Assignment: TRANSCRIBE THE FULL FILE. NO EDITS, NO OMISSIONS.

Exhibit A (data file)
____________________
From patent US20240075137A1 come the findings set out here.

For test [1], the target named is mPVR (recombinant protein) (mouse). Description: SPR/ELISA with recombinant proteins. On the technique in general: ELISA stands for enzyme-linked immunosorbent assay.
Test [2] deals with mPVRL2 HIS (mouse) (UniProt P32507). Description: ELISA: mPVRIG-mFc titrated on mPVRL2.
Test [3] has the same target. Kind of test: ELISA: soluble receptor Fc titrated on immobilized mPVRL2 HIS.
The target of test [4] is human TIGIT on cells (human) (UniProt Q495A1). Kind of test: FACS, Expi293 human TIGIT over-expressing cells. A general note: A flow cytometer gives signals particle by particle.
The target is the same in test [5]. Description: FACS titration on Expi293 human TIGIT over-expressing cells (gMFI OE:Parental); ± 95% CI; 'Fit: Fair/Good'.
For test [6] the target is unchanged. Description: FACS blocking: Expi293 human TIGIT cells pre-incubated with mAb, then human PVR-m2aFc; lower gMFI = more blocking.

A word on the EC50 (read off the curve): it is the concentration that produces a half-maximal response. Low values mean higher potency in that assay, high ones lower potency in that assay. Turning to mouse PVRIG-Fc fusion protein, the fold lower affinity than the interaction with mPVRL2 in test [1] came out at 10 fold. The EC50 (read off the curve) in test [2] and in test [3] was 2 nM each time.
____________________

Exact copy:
From patent US20240075137A1 come the findings set out here.

For test [1], the target named is mPVR (recombinant protein) (mouse). Description: SPR/ELISA with recombinant proteins. On the technique in general: ELISA stands for enzyme-linked immunosorbent assay.
Test [2] deals with mPVRL2 HIS (mouse) (UniProt P32507). Description: ELISA: mPVRIG-mFc titrated on mPVRL2.
Test [3] has the same target. Kind of test: ELISA: soluble receptor Fc titrated on immobilized mPVRL2 HIS.
The target of test [4] is human TIGIT on cells (human) (UniProt Q495A1). Kind of test: FACS, Expi293 human TIGIT over-expressing cells. A general note: A flow cytometer gives signals particle by particle.
The target is the same in test [5]. Description: FACS titration on Expi293 human TIGIT over-expressing cells (gMFI OE:Parental); ± 95% CI; 'Fit: Fair/Good'.
For test [6] the target is unchanged. Description: FACS blocking: Expi293 human TIGIT cells pre-incubated with mAb, then human PVR-m2aFc; lower gMFI = more blocking.

A word on the EC50 (read off the curve): it is the concentration that produces a half-maximal response. Low values mean higher potency in that assay, high ones lower potency in that assay. Turning to mouse PVRIG-Fc fusion protein, the fold lower affinity than the interaction with mPVRL2 in test [1] came out at 10 fold. The EC50 (read off the curve) in test [2] and in test [3] was 2 nM each time.